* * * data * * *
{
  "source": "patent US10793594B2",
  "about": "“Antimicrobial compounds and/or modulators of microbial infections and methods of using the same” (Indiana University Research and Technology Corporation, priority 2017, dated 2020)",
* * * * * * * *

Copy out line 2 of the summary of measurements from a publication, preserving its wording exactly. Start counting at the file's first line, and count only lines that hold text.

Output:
  "source": "patent US10793594B2",